A Tim Nicholls-led Liberal National Government will work for a nationally-consistent approach to phasing out single-use plastic bags to bring Queensland in line with other States and Territories.
On average a single-use plastic bag is used for just 12 minutes but takes up to 1000 years to fully decompose. Australians use over 5 billion plastic bags every year, 1 billion of those right here in Queensland.
Plastic bags break ‘up’, not down, into smaller bits posing an even greater threat for wildlife to swallow. Around 30 per cent of sea turtle deaths in Moreton Bay are attributable to plastic ingestion and 70 per cent of Loggerheads in Queensland waters have ingested plastics (Wildlife Preservation Society of Queensland).
The LNP is genuine about improving our environment. Our policy on single-use plastic bags is a clear and important commitment to keeping Queensland beautiful. It follows our commitment to introduce a Container Deposit Scheme, which promises to cut pollution and create hundreds of jobs in Queensland’s recycling sector.
The LNP has a strong track record when it comes to tackling litter and supporting grassroots efforts to clean up our environment. In government, the LNP:
- introduced a waste avoidance strategy identifying plastic bags as the highest priority waste for action to reduce landfill and littering
- partnered with the Toowoomba, Southern Downs and Goondiwindi councils in the state’s south west, alongside the Queensland Murray Darling Committee and the Australian Packaging Covenant to address the problem of roadside litter
- established the popular Everyone’s Environment grants program which provided $12 million to community organisations to clean-up, restore and protect their local environment, and
- provided grants to councils to install surveillance cameras to help stamp out illegal dumping in Queensland.
Our Real Plan
A Tim Nicholls-led LNP Government will work with New South Wales and Victoria to develop a nationally-consistent approach that would see the end of single-use plastic bags.
We are committed to grassroots environmental initiatives and to bringing Queensland in-line with other States and Territories across Australia.
In 2005, all Australian Governments agreed to phase out plastic bags by 2008. To date only four (South Australia, Tasmania, Australian Capital Territory and the Northern Territory) have and these states have reported huge decreases in litter. Consumers have changed their behaviour and bring their own bags, and associated surveys show widespread support for the bans.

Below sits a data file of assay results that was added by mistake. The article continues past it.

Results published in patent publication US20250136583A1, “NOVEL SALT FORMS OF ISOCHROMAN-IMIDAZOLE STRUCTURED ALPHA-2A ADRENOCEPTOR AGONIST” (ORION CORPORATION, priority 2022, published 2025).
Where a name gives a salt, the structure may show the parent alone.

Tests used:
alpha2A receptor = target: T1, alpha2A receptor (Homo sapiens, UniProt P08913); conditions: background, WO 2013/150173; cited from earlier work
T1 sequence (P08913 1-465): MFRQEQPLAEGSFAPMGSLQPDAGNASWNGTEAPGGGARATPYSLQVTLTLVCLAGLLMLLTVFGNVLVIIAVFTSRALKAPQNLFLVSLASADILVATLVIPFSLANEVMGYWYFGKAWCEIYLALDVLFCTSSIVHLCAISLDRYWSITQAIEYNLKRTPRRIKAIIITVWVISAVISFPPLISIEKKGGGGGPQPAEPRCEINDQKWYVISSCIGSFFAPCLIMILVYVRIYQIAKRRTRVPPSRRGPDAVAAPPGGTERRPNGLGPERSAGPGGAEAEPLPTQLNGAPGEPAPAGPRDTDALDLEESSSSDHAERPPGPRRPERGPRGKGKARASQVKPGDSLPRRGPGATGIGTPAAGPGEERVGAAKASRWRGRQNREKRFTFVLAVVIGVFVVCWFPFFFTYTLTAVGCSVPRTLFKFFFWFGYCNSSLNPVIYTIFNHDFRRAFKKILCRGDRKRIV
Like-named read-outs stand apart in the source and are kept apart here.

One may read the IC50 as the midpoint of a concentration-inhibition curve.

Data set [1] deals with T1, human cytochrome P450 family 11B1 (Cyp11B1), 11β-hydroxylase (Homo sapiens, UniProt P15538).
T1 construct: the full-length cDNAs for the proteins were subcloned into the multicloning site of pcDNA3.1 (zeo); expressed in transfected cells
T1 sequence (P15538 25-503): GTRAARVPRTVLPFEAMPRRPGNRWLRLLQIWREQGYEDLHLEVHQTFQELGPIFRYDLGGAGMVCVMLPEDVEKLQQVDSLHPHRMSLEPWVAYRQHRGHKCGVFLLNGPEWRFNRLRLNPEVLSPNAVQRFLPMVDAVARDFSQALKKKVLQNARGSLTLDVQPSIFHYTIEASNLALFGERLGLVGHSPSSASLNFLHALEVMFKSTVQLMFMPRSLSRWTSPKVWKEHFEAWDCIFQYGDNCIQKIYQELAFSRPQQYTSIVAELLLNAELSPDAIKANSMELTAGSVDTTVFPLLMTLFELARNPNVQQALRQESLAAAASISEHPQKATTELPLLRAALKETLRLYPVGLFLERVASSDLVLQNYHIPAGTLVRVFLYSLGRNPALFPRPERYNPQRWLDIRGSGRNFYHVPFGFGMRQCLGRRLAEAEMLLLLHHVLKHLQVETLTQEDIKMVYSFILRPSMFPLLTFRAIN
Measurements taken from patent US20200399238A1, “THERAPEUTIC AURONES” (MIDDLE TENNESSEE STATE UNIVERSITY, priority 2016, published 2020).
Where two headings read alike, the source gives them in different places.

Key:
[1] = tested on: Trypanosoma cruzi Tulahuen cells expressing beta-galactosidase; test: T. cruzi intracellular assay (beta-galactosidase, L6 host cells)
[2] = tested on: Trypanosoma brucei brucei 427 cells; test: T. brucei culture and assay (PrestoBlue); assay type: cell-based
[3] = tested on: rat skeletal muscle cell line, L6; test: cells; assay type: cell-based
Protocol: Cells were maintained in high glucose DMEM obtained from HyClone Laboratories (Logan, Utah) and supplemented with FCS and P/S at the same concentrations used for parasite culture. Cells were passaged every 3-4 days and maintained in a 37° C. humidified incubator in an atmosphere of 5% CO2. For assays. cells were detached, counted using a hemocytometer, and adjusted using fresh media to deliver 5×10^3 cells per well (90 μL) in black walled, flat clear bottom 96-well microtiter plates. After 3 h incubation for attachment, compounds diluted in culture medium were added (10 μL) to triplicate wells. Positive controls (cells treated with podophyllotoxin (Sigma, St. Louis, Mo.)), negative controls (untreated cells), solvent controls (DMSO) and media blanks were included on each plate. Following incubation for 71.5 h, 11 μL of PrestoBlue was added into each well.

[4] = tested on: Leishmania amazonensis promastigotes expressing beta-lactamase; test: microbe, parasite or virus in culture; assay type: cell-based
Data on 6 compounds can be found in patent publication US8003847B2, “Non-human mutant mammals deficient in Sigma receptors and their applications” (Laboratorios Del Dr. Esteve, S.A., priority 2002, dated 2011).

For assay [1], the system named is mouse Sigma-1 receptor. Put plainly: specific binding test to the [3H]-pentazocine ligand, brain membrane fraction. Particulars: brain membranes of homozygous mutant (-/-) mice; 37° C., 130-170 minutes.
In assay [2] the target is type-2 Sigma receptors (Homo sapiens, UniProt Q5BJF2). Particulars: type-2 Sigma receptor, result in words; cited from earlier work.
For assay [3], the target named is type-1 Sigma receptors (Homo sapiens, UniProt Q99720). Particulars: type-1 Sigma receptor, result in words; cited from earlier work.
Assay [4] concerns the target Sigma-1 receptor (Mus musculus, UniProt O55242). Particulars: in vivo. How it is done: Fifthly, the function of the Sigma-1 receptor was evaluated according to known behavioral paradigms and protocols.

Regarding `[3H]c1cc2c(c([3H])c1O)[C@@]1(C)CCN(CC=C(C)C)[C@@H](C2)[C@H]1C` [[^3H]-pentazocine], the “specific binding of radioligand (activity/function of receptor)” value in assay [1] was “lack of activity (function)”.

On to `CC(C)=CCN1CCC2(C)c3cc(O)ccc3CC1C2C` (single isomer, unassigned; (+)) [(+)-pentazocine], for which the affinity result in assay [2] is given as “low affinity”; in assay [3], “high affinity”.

The LNP wants a nationally-consistent agreement reached as soon as possible on a range of options to phase out single-use plastic bags.
Frequently Asked Questions
Why are plastic bags such a problem?
Plastic bags are persistent and toxic in the environment and kill over 1 million birds and 100,000 sea mammals every year. So called, ‘biodegradable’ bags pose an even greater risk because they break into smaller bits that resemble food for sea creatures.
Has this worked in other countries?
While only four Australian states and territories have phased out plastic bags, over 30 countries around the world have either banned or levied plastic bags. California has banned plastic bags and the United Kingdom has a levy on all supermarket plastic bags.
When will the ban come into effect?
The LNP wants a nationally-consistent agreement reached as soon as possible and will phase out singleuse plastic bags during its first term if elected.
What happens if a nationally-consistent agreement cannot be negotiated.
If a nationally-consistent agreement cannot be reached, the LNP will push forward and phase out single-use plastic bags in Queensland just like South Australia, Tasmania, the Northern Territory and the Australian Capital Territory have already done.
What is currently being done to phase out plastic bags in Queensland?
The Queensland Waste Avoidance and Resource Productivity Strategy (2014-2024) was introduced by the LNP Government in 2014. It identified plastic bags as the highest priority waste for action to reduce landfill and littering.
The Governments of New South Wales, Queensland and Victoria have agreed to work together on nationally-consistent options on plastic bags, yet little has been achieved to date.